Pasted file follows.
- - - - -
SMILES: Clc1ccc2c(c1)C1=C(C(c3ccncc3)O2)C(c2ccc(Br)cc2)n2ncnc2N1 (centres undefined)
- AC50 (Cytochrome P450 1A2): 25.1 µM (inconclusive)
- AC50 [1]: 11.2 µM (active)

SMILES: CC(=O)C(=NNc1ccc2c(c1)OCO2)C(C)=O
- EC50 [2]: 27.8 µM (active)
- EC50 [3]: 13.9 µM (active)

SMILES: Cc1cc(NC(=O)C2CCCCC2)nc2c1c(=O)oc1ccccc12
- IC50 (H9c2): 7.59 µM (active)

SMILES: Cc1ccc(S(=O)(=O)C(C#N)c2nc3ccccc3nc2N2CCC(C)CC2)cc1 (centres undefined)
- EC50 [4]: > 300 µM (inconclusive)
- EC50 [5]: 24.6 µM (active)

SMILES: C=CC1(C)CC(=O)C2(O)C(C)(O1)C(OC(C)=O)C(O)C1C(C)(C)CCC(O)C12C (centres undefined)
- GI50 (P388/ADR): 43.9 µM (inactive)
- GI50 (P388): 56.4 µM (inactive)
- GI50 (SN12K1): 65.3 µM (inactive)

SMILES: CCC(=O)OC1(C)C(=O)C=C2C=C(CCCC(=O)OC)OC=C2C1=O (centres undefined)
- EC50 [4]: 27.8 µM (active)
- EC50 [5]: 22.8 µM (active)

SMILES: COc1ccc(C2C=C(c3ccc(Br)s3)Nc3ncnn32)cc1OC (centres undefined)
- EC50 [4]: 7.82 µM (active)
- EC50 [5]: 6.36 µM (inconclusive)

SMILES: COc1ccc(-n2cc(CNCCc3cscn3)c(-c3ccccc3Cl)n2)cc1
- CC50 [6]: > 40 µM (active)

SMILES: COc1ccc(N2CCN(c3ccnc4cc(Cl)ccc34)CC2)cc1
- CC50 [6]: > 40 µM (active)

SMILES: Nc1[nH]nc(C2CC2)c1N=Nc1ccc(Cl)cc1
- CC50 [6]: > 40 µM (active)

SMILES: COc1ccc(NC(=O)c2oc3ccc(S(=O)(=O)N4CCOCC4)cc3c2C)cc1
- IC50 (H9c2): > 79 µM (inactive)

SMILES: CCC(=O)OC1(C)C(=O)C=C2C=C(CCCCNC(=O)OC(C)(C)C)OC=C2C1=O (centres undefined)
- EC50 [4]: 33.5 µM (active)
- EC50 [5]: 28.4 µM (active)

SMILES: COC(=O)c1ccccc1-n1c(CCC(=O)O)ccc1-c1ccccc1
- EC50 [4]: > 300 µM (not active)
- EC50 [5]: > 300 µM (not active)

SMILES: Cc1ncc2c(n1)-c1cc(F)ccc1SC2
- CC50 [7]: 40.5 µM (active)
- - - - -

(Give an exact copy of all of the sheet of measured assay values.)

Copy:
SMILES: Clc1ccc2c(c1)C1=C(C(c3ccncc3)O2)C(c2ccc(Br)cc2)n2ncnc2N1 (centres undefined)
- AC50 (Cytochrome P450 1A2): 25.1 µM (inconclusive)
- AC50 [1]: 11.2 µM (active)

SMILES: CC(=O)C(=NNc1ccc2c(c1)OCO2)C(C)=O
- EC50 [2]: 27.8 µM (active)
- EC50 [3]: 13.9 µM (active)

SMILES: Cc1cc(NC(=O)C2CCCCC2)nc2c1c(=O)oc1ccccc12
- IC50 (H9c2): 7.59 µM (active)

SMILES: Cc1ccc(S(=O)(=O)C(C#N)c2nc3ccccc3nc2N2CCC(C)CC2)cc1 (centres undefined)
- EC50 [4]: > 300 µM (inconclusive)
- EC50 [5]: 24.6 µM (active)

SMILES: C=CC1(C)CC(=O)C2(O)C(C)(O1)C(OC(C)=O)C(O)C1C(C)(C)CCC(O)C12C (centres undefined)
- GI50 (P388/ADR): 43.9 µM (inactive)
- GI50 (P388): 56.4 µM (inactive)
- GI50 (SN12K1): 65.3 µM (inactive)

SMILES: CCC(=O)OC1(C)C(=O)C=C2C=C(CCCC(=O)OC)OC=C2C1=O (centres undefined)
- EC50 [4]: 27.8 µM (active)
- EC50 [5]: 22.8 µM (active)

SMILES: COc1ccc(C2C=C(c3ccc(Br)s3)Nc3ncnn32)cc1OC (centres undefined)
- EC50 [4]: 7.82 µM (active)
- EC50 [5]: 6.36 µM (inconclusive)

SMILES: COc1ccc(-n2cc(CNCCc3cscn3)c(-c3ccccc3Cl)n2)cc1
- CC50 [6]: > 40 µM (active)

SMILES: COc1ccc(N2CCN(c3ccnc4cc(Cl)ccc34)CC2)cc1
- CC50 [6]: > 40 µM (active)

SMILES: Nc1[nH]nc(C2CC2)c1N=Nc1ccc(Cl)cc1
- CC50 [6]: > 40 µM (active)

SMILES: COc1ccc(NC(=O)c2oc3ccc(S(=O)(=O)N4CCOCC4)cc3c2C)cc1
- IC50 (H9c2): > 79 µM (inactive)

SMILES: CCC(=O)OC1(C)C(=O)C=C2C=C(CCCCNC(=O)OC(C)(C)C)OC=C2C1=O (centres undefined)
- EC50 [4]: 33.5 µM (active)
- EC50 [5]: 28.4 µM (active)

SMILES: COC(=O)c1ccccc1-n1c(CCC(=O)O)ccc1-c1ccccc1
- EC50 [4]: > 300 µM (not active)
- EC50 [5]: > 300 µM (not active)

SMILES: Cc1ncc2c(n1)-c1cc(F)ccc1SC2
- CC50 [7]: 40.5 µM (active)